Words by Corinne Evans
Adjusting to the change in water temperature isn’t easy, it can take a lot of dedication to keep surfing all winter long, but it’s not unachievable, in fact it’s far from it. Surfing all year round is something that us surfers in the UK and colder climates just do, without really thinking about it. If the prospect of surfing all winter long may seem a little daunting, this needn’t be the case, with a little extra preparation and focus, winter surfing can be something that slots into your life like surfing did during the warmer months.
Here are our tips on how to help your transition into winter a little easier.
Welsh surfer Alys Barton in her Roxy suit.
Invest in your surfing
Buying a good wetsuit will make your winter surfs. Wearing a cheap wetsuit, which has been made poorly will break them. It’s as simple as that. Now, we’re not telling you to go out and spend hundreds of pounds on a wetsuit, what we are saying is invest wisely. Try before you buy, ask around and do your research. Look out for wetsuits with glued and blind stitching, with fleece like lining inside and try a chest zip.
A 4:3mm thick wetsuit is a great wetsuit to transition through the seasons in, but this can also be seen as a bit of a luxury, so if budgets are tight then stick with a 5:3mm wetsuit. A 5:3mm is the ideal winter wetsuit. You can begin wearing it without boots during the shoulder seasons like October and November, and as the water temperatures drop and winter sets in, you can add boots, gloves and a hood.
Don’t be afraid of buying second hand, if a wetsuit has been looked after then it should still see you for a couple of years at least. Which really is the key to your wetsuit care, always rinse and dry out your wetsuits, you will thank us for it!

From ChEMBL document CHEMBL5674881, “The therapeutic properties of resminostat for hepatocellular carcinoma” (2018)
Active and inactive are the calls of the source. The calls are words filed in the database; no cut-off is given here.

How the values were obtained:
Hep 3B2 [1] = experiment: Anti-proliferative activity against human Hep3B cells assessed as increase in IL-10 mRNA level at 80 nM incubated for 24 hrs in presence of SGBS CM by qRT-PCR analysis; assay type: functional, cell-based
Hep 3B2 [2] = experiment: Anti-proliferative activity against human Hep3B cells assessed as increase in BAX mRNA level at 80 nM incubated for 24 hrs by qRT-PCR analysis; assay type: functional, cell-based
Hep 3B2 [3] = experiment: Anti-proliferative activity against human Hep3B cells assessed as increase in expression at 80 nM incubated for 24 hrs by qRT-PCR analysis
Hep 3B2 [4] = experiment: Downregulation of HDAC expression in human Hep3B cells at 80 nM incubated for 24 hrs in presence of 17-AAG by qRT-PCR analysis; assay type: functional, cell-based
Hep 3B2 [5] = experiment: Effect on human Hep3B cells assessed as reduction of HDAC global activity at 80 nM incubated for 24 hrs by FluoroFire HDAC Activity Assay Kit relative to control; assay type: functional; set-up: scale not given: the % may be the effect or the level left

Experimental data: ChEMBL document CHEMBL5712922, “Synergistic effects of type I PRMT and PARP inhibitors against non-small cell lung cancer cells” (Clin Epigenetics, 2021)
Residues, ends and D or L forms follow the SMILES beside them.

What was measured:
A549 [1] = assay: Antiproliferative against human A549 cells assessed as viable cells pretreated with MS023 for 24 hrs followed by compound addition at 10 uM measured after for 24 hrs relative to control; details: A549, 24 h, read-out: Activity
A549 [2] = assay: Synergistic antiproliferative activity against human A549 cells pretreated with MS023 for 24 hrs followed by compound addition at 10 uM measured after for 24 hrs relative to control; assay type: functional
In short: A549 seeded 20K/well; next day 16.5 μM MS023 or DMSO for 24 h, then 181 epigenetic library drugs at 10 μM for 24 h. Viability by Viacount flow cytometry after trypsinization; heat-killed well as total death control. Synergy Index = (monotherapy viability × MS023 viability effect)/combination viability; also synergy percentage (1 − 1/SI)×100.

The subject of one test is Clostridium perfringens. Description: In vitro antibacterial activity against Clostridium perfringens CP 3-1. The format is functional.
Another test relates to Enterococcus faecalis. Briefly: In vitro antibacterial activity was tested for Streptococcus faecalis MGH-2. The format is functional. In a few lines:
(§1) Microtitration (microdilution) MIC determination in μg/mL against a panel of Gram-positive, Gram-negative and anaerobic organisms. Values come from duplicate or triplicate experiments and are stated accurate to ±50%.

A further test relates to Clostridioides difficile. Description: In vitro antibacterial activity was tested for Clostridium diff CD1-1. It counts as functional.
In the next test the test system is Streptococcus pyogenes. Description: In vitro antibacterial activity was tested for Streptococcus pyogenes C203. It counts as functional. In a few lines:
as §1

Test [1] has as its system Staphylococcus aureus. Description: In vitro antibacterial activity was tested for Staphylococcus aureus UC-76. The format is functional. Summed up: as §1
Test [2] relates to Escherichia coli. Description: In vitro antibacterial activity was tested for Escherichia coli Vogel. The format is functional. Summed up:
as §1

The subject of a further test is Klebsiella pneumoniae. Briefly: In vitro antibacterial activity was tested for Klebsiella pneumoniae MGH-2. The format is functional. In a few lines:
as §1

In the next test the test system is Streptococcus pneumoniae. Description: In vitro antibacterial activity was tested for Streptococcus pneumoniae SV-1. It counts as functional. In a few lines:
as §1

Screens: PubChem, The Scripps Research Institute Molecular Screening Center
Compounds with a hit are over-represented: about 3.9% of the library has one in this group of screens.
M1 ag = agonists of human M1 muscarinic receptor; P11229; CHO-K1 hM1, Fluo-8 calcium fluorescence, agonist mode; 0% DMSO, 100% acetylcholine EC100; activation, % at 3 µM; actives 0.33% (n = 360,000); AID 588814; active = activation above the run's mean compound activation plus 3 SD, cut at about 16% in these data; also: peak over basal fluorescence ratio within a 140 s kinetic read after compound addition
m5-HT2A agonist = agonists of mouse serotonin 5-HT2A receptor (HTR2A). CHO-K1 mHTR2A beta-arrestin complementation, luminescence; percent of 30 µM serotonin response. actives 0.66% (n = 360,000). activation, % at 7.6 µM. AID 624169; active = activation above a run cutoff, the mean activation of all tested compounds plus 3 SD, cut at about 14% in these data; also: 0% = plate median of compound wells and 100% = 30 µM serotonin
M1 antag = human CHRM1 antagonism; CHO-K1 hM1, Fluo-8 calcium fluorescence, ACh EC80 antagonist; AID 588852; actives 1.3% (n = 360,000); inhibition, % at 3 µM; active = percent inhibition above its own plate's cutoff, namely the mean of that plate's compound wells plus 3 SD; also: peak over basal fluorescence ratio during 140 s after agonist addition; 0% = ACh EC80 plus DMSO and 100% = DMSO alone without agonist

40 minutes to one hour surfs are the optimum amount of time to spend in the water, especially during the winter months. As the temperatures drop, so will the number of hours you’re able to spend in the water. There is no shame in having quick surfs, just paddle out, catch a bunch of waves and get out before your body gets the chance to get cold or tired. As it gets colder you may find that you can only last 40 minutes and as it warms up, you may manage to last longer. Just listen to your body.
Preparation is key
We all know we need to get our board, wax and wetsuit ready, but what about getting your after-surf essentials ready. Like a flask, hot water bottle, snacks and comfy clothes to chuck on. You may laugh at the thought of bringing a flask with you, but honestly if you’ve got numb toes after changing in a windy car park after a chilly surf, then you may just wish you had one. Same goes for comfy clothes. Leave the skinny jeans and tights at home, opt for joggers, hoodies and warm layers!
Surf with a buddy
Sharing the cold-water waves will be far more enjoyable if you’re with a friend. They can keep you motivated on the coldest of days, cheer you on in the line-up and understand your pain when you get ice cream headache after duck diving the first set of the day. Put a WhatsApp group together to keep you all in check and plan your weekend surf adventures in advance. Joining Facebook community groups and pages to meet local surfers in your area. Keep the surf stoke flowing and amp each other up for the waves all winter long.
Stay fit between the waves
Probably the most important one, but the one often forgotten. Try to avoid spending the entire winter on the sofa, eating comfort food and letting your surf fitness slip. Practice your pop ups while you catch up on your latest Netflix binge, join a yoga class or swim before work. Stretch your body, keep your upper body and core strong. Nourish your body from the inside out. The more you do it, the more you’ll notice it in the surf.
If you work a Monday to Friday, 9am – 5pm job, then your surf time will be limited to weekends, meaning what you do with your time in between is key. Keep fit, active and rested, all with the aim to surf as much as you can in your free time.
Remember, winter doesn’t mean you have to pack up your boards and say good bye to your new-found love. You can still surf, it can still be a part of your life, but you just may need to dig a little deeper for your motivation.